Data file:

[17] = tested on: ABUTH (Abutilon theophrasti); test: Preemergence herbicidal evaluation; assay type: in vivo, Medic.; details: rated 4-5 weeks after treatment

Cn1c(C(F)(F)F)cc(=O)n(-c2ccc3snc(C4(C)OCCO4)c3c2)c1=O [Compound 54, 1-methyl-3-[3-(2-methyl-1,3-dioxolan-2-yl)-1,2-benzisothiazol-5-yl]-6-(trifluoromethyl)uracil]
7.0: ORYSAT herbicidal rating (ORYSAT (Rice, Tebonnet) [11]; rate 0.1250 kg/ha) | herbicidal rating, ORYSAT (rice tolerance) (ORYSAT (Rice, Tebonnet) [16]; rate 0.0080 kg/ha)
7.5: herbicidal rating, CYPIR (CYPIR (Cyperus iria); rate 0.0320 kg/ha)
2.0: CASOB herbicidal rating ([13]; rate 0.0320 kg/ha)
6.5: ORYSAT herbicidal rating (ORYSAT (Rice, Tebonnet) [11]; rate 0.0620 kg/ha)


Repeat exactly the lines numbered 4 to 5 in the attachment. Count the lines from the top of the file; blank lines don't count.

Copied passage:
7.5: herbicidal rating, CYPIR (CYPIR (Cyperus iria); rate 0.0320 kg/ha)
2.0: CASOB herbicidal rating ([13]; rate 0.0320 kg/ha)